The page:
In the spirit of that, I thought today would be a good day for a little Twitter contest to drive the point home. Here’s what you can do to play along:
Tweet a picture of yourself looking bored… truly, sensationally bored. Think of it as your chance to “retire” that look forever.
Include the hashtag #gameframe
Mention what bores you (bonus points for clever answers)
My esteemed panel of judges and I will review the entries tomorrow (Wednesday Febrary 16th) at 12 noon EST, and I’ll give a brand new Kindle to the best response.
Let’s see what you’ve got!

One of the primary missions of my new book is to help eradicate boredom from the face of the earth. Lofty goal to be sure, but games seem to beat it back consistently. I was recently admiring the work of Phillip Toledano and thinking it’s sad that we so rarely see true engagement that capturing it is (rightfully) art. What we see a lot more of is boredom, complacency, and frustration.

In the spirit of that, I thought today would be a good day for a little Twitter contest to drive the point home. Here’s what you can do to play along:

  1. Tweet a picture of yourself looking bored… truly, sensationally bored. Think of it as your chance to “retire” that look forever.
  2. Include the hashtag #gameframe
  3. Mention what bores you (bonus points for clever answers)

My esteemed panel of judges and I will review the entries tomorrow (Wednesday Febrary 16th) at 12 noon EST, and I’ll give a brand new Kindle to the best response.

Let’s see what you’ve got!

Doesn’t strategy drive you crazy?

I recently found myself at a group dinner that included several great minds on the subject of digital culture.  Among them, I had a chance to catch up with Ben Palmer, a buddy of mine that is the mad scientist behind The Barbarian Group.  Amidst our usual pleasantries, he asked me a pretty pointed question that went something like this (paraphrasing):

"You guys just do pure strategy, so it must drive you crazy that you think about stuff up in the clouds all day and then nothing gets done?  Or if it does get done, it’s executed poorly?"

It’s a damn good question, and certainly not one that we’re foreign to hearing.  But upon reflection I thought it deserved a more careful answer than what I was able to spit out at a dinner party, so here goes…

First off, I think there are people who are very hands-on, and people who are very minds-on.  Hands-on people need to create, it’s not enough for them to imagine.  Minds-on people need to explore/learn and are happy to go off to wonderland purely for the joy of using their noggin.  The world needs both (think Einstein vs. Doc Brown), and sometimes, you’ll meet someone that can wear both hats.  Those people are way fun and I count Ben among them.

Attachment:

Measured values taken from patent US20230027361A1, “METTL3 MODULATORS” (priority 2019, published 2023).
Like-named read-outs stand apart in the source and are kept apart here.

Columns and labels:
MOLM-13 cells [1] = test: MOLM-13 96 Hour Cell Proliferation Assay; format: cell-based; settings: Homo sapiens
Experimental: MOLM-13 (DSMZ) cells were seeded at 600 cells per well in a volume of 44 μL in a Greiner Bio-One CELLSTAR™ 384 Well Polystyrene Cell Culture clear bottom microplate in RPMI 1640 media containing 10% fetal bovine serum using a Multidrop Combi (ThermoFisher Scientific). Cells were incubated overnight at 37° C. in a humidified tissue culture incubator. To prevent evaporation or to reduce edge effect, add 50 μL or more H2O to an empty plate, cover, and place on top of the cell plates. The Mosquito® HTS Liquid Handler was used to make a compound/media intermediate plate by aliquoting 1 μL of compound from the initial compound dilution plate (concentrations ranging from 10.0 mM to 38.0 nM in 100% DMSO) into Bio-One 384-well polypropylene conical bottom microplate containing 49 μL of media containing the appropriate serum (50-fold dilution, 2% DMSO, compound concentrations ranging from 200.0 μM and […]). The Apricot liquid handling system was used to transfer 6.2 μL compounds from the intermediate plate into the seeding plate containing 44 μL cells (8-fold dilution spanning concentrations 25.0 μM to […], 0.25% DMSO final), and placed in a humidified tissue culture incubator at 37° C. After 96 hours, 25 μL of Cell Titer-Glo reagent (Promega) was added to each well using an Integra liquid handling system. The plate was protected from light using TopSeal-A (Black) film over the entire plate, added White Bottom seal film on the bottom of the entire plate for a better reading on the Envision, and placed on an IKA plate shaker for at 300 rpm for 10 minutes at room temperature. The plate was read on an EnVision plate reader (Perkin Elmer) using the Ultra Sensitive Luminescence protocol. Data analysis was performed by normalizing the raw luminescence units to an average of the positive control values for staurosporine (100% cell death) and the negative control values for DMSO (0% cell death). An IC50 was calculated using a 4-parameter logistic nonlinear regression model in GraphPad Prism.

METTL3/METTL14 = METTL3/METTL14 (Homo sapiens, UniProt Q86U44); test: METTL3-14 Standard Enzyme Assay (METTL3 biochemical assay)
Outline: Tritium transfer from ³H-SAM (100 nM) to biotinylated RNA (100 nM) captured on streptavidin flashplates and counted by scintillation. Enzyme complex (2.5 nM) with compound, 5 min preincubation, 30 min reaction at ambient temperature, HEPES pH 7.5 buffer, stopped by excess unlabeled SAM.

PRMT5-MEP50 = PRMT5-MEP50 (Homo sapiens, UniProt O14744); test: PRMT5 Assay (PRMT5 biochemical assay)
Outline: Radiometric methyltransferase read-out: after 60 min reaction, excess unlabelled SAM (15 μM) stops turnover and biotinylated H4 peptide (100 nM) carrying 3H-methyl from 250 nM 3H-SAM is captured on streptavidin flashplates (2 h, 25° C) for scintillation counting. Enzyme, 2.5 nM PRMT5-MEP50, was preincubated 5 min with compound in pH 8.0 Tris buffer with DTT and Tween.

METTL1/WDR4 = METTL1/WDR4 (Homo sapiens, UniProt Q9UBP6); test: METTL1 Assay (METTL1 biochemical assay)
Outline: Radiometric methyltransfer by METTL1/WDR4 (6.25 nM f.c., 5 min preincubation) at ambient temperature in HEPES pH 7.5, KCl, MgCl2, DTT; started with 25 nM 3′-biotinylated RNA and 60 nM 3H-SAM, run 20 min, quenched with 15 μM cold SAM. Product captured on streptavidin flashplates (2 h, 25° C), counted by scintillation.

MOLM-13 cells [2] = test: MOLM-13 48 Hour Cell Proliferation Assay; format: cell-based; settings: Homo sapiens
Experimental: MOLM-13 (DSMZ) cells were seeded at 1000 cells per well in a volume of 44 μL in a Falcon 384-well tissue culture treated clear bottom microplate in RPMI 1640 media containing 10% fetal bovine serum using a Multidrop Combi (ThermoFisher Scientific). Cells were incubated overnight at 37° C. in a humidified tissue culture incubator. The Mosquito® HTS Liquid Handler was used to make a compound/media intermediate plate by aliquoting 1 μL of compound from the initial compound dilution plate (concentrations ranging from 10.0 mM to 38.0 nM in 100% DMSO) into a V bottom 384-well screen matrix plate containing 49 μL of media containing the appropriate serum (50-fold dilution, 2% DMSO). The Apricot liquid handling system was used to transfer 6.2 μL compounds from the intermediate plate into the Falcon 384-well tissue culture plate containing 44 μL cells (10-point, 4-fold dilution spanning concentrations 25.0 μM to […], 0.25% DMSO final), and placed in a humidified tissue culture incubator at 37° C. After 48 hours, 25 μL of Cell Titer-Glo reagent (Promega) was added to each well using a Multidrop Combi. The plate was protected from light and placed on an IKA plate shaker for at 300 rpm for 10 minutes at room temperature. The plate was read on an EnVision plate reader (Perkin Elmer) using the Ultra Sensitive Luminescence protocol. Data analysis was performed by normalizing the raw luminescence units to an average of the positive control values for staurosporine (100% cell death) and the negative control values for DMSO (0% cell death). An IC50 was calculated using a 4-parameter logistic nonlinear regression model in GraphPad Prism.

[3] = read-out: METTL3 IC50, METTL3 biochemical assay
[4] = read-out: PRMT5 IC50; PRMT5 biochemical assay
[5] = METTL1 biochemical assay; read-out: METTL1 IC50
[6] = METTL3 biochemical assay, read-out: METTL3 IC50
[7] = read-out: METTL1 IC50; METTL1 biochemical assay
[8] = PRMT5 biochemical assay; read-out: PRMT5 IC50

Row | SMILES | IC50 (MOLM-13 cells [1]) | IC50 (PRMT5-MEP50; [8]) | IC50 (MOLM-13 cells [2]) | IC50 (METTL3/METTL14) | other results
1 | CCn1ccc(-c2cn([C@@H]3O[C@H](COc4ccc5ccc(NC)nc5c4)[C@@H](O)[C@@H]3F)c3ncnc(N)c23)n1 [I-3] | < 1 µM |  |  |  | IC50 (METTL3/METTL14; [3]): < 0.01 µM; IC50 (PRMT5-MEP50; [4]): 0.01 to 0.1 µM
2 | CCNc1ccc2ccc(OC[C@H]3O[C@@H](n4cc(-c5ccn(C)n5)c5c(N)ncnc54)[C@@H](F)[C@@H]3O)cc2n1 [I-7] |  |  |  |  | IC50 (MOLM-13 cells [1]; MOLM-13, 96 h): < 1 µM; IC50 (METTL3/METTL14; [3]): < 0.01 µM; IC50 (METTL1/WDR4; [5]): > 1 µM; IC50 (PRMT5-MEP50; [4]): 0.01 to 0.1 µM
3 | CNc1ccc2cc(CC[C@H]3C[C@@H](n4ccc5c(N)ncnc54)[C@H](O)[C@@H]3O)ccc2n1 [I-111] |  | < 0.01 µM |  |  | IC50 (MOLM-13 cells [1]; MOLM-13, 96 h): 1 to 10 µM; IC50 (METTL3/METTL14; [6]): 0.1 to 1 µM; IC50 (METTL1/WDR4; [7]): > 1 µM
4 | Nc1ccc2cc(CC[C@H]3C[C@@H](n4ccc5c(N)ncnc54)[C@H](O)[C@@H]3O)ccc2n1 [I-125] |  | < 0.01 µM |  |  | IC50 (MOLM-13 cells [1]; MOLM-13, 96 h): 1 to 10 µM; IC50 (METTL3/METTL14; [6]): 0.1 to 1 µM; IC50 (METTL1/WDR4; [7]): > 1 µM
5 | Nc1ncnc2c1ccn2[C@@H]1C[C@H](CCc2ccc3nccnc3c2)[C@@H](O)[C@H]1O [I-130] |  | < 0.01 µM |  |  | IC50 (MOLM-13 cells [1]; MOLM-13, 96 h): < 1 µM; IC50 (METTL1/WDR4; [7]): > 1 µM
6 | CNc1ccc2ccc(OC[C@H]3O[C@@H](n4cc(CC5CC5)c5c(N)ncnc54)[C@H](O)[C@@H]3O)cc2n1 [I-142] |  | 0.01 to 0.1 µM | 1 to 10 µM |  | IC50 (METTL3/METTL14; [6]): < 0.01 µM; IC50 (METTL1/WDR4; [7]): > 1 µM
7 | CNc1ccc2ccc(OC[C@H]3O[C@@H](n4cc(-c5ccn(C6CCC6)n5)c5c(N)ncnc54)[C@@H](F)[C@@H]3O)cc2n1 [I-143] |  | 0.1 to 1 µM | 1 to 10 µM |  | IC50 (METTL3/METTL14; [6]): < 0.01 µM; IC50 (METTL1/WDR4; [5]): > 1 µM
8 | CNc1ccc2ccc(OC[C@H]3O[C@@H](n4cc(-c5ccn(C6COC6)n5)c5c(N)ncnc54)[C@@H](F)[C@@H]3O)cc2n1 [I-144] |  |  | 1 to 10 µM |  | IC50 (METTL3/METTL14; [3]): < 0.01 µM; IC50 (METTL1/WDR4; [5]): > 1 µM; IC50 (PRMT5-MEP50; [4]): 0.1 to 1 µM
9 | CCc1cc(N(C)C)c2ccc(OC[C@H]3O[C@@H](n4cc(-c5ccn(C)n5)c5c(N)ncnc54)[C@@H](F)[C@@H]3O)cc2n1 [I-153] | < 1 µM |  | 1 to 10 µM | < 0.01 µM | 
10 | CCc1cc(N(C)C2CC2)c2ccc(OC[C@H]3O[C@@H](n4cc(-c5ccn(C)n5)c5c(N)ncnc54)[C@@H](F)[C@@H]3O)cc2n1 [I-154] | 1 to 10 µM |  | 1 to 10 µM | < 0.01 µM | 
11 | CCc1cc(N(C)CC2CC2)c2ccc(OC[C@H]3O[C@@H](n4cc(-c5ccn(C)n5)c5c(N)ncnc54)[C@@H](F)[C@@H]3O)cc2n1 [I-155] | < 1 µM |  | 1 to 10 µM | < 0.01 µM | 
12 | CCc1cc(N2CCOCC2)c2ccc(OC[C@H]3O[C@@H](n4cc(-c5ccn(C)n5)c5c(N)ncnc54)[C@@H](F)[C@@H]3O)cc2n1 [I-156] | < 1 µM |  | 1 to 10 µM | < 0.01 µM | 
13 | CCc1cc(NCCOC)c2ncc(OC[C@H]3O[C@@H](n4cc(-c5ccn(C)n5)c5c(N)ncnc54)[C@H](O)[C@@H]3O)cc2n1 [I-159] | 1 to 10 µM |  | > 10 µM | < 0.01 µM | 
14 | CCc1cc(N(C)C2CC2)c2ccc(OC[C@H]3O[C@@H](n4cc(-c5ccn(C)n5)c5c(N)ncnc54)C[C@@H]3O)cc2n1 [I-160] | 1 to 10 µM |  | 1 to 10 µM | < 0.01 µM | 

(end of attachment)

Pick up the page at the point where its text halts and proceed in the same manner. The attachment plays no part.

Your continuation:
But that got me thinking… Undercurrent is clearly a minds-on culture of consulting, and much of what we do, even when it is concrete (such as a digital measurement model, or a recommendation around a departmental re-org) is still pretty theoretical, unless (and even when) it’s actually set into motion.  In that way our clients often have to change internally to put these things into practice.

And that’s the fundamental reason that I believe our people are not frustrated beyond belief to work in and around digital strategy all day, every day.  Because while many interactive agencies (and agencies in general) are in business to make STUFF for their clients, I think we are in business to make CHANGE at our clients.

It’s really hard to spot it, especially if you’ve only been consulting with a brand for a few months, but the relentless presentation of sound strategy, good ideas that focus on every aspect of their business, and a digital worldview that offers them a chance to look at the world differently, can change a brand and its brand team forever.

So hey, if they don’t build our idea of the moment, that’s okay.  I’m just hoping they buy our point of view for the decade ahead.  You know?

Want Content? “Pick One”

rickyv:

A meeting with the super smart Avner Ronen of Boxee yesterday, combined with reading coverage of the Pirate Bay trial and the 30 Rock “McFlurrygate” has got me thinking on overdrive about the future of video content.

In a conversation last night with my buddy Aaron, we came up with a simple rule called “Pick One.” While certainly not groundbreaking, it’s an easy way to think about the future of entertainment.

I’ve seen a lot of folks living inside the insular tech world develop the attitude that they deserve their content free of:

- cost
- time/focus consuming advertising
- product placement

This led to the “pick one” theory. For a sustainable content production model, the consumer has to pick one of those. I hate to play the old media asshole here, but an episode of Lost isn’t going to get made with none of the above.